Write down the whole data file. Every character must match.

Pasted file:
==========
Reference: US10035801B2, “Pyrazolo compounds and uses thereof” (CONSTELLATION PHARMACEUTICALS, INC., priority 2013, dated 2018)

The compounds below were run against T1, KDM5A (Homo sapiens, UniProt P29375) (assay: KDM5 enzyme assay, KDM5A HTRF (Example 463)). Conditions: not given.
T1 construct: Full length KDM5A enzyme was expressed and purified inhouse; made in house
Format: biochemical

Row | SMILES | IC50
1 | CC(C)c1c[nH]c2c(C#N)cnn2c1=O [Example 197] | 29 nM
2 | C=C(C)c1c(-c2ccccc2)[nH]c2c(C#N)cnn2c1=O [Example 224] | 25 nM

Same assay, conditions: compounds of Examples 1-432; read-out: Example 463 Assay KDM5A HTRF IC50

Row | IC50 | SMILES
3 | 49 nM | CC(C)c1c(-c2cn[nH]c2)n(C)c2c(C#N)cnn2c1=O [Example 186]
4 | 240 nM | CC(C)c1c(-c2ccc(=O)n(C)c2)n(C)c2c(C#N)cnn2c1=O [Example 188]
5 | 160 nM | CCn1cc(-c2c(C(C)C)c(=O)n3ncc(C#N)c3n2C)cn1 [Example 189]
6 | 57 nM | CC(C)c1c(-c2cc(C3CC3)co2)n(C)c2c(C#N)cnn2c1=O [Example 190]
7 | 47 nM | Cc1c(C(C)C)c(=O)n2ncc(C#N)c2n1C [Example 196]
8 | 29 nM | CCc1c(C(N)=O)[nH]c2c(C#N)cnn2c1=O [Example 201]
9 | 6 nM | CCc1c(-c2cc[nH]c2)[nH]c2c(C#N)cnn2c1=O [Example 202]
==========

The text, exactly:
Reference: US10035801B2, “Pyrazolo compounds and uses thereof” (CONSTELLATION PHARMACEUTICALS, INC., priority 2013, dated 2018)

The compounds below were run against T1, KDM5A (Homo sapiens, UniProt P29375) (assay: KDM5 enzyme assay, KDM5A HTRF (Example 463)). Conditions: not given.
T1 construct: Full length KDM5A enzyme was expressed and purified inhouse; made in house
Format: biochemical

Row | SMILES | IC50
1 | CC(C)c1c[nH]c2c(C#N)cnn2c1=O [Example 197] | 29 nM
2 | C=C(C)c1c(-c2ccccc2)[nH]c2c(C#N)cnn2c1=O [Example 224] | 25 nM

Same assay, conditions: compounds of Examples 1-432; read-out: Example 463 Assay KDM5A HTRF IC50

Row | IC50 | SMILES
3 | 49 nM | CC(C)c1c(-c2cn[nH]c2)n(C)c2c(C#N)cnn2c1=O [Example 186]
4 | 240 nM | CC(C)c1c(-c2ccc(=O)n(C)c2)n(C)c2c(C#N)cnn2c1=O [Example 188]
5 | 160 nM | CCn1cc(-c2c(C(C)C)c(=O)n3ncc(C#N)c3n2C)cn1 [Example 189]
6 | 57 nM | CC(C)c1c(-c2cc(C3CC3)co2)n(C)c2c(C#N)cnn2c1=O [Example 190]
7 | 47 nM | Cc1c(C(C)C)c(=O)n2ncc(C#N)c2n1C [Example 196]
8 | 29 nM | CCc1c(C(N)=O)[nH]c2c(C#N)cnn2c1=O [Example 201]
9 | 6 nM | CCc1c(-c2cc[nH]c2)[nH]c2c(C#N)cnn2c1=O [Example 202]